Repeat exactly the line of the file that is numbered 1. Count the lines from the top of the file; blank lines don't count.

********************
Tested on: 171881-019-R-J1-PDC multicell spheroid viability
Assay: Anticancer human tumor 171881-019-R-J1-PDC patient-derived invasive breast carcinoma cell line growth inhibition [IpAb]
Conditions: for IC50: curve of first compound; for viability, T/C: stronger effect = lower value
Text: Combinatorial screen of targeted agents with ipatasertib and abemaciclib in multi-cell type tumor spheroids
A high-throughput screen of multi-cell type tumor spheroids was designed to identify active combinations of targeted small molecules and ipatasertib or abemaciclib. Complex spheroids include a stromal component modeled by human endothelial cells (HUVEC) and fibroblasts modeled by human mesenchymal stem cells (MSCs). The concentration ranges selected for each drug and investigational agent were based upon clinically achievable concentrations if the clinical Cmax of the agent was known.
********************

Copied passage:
Tested on: 171881-019-R-J1-PDC multicell spheroid viability